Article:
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Articles from 2006 In March

Deadline approaches as prospect of Seattle garbage strike looms

Negotiations between union truck drivers and the Seattle area’s two major garbage haulers will reach a critical juncture at midnight, according to union organizers. That’s the deadline union officials have set for reaching a contract agreement with Waste Management Inc. and the Rabanco division of Allied Waste Industries Inc. Without such an agreement, the city’s 600 garbage truck drivers could begin striking as early as tomorrow.

Officials from both sides, quoted in published reports during the course of the week, seem optimistic that an agreement can be reached and the strike averted. But as the deadline nears, the parties involved have grown increasingly agitated. The drivers, who are members of Teamsters Local 174, are dissatisfied with rising health care costs and mandatory overtime requirements.

In the event of a strike, the companies say they plan to use replacement workers from other states. However, Theresa Jennings, director of King County’s solid waste division, said garbage service could still be interrupted for as long as five to six weeks.

Kansas creates new category of solid waste disposal area

Kansas Governor Kathleen Sebelius yesterday signed State Bill 362 into law, establishing a new category of solid waste disposal area, defined as an “industrial facility.” This category encompasses all operations, processes and structures involved in the manufacture or production of goods, commodities, materials or other products located on or adjacent to an industrial site. Designed to clarify an existing law, SB 362 enables the Kansas Department of Health and Environment (KDHE) to issue permits to operate industrial landfills to corporate entities that operate but do not own landfills. The law will give operators the authority to conduct several key landfill activities while simultaneously requiring them to keep daily records and maintain an easement to the landfill property. Previously, only a landowner could apply for an industrial landfill permit.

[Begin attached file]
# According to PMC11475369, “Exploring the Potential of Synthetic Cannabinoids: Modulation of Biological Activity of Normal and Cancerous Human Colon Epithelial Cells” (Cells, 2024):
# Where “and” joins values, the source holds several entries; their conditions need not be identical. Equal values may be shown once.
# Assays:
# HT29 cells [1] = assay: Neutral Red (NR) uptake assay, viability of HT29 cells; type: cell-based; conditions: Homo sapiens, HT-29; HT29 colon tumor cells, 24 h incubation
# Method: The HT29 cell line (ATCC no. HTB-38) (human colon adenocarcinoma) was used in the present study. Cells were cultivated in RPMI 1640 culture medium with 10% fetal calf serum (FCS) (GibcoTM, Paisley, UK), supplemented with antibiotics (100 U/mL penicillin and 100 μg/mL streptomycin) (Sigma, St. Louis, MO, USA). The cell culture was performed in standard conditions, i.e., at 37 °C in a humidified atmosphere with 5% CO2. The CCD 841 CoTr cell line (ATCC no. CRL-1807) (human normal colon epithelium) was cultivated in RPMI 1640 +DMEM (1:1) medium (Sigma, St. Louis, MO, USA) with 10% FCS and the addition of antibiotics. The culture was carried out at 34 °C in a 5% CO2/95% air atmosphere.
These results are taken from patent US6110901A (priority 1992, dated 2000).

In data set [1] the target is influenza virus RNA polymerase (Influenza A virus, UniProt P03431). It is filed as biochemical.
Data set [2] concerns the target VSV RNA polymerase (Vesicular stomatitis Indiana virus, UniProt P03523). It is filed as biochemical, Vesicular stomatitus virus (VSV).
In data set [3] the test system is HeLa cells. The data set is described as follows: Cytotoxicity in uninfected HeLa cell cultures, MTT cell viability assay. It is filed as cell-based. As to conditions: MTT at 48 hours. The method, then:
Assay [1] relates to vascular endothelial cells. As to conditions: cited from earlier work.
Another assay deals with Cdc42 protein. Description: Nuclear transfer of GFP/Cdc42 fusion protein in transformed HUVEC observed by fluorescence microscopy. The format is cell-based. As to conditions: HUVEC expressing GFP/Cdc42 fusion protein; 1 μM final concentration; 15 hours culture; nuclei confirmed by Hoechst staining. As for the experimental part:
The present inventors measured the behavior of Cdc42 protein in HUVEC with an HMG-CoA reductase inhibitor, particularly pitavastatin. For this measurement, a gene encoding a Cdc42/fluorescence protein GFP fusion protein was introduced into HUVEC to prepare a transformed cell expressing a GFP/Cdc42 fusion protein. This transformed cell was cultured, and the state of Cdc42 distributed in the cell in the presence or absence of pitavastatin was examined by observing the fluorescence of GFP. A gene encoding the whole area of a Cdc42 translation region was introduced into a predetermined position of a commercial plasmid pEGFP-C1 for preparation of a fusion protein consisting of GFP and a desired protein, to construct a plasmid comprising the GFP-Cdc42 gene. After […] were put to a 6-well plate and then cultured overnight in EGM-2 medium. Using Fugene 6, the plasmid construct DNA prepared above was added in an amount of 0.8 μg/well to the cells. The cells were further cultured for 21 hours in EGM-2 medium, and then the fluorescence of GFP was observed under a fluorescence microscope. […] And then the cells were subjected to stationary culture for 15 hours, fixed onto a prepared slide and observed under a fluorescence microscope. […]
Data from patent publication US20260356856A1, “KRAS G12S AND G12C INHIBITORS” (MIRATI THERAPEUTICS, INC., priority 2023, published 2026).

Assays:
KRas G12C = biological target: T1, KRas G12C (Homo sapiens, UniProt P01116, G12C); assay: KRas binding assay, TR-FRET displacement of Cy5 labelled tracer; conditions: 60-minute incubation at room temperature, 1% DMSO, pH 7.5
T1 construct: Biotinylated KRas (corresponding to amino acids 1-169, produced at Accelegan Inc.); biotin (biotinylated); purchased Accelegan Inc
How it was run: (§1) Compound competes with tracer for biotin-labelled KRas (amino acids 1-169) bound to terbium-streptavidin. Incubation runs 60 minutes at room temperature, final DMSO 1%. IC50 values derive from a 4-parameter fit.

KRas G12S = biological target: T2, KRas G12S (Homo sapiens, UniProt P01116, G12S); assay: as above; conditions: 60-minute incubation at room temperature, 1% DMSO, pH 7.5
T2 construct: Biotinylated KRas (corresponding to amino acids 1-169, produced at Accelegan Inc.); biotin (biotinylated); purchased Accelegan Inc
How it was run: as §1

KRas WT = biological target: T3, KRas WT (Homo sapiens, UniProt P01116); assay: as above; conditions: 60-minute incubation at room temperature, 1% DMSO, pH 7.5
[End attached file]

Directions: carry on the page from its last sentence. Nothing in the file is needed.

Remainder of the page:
Oregon expands fishing tackle recycling program

The Oregon Department of Fish and Wildlife (ODFW) announced this week that it will expand a program that provides streamside receptacles for the recycling of fishing line and other tackle.

According to the Florida-based Monofilament Recovery & Recycling Program, discarded fishing line, which is made of a non-biodegradable plastic, poses a significant danger to wildlife. Because it is usually clear, animals can easily become entangled in the line, leading to injury or death. Some animals also ingest the material.

“Monofilament line may snare small animals, marine mammals, birds and waterfowl,” said Tod Lum, ODFW wildlife biologist. “I’ve seen birds and mammals with missing limbs from having the line wrapped around them so tightly.”

The line can also be a nuisance to humans, fouling boat motor props and ensnaring swimmers.

According to an ODFW press release, the tackle recycling program began in 2004 with 26 collection stations distributed among Oregon’s six major stream basins. Volunteers with the ODFW Salmon and Trout Enhancement Program (STEP) help install and service the stations and are responsible for processing the deposited tackle. The expansion will place 50 additional collection stations at popular angling locations around the state.

“Because of this program’s success, particularly with reducing the amount of discarded fishing line around rivers and lakes, the Legislature recently made it a permanent ODFW program,” said STEP Coordinator Gary Galovich.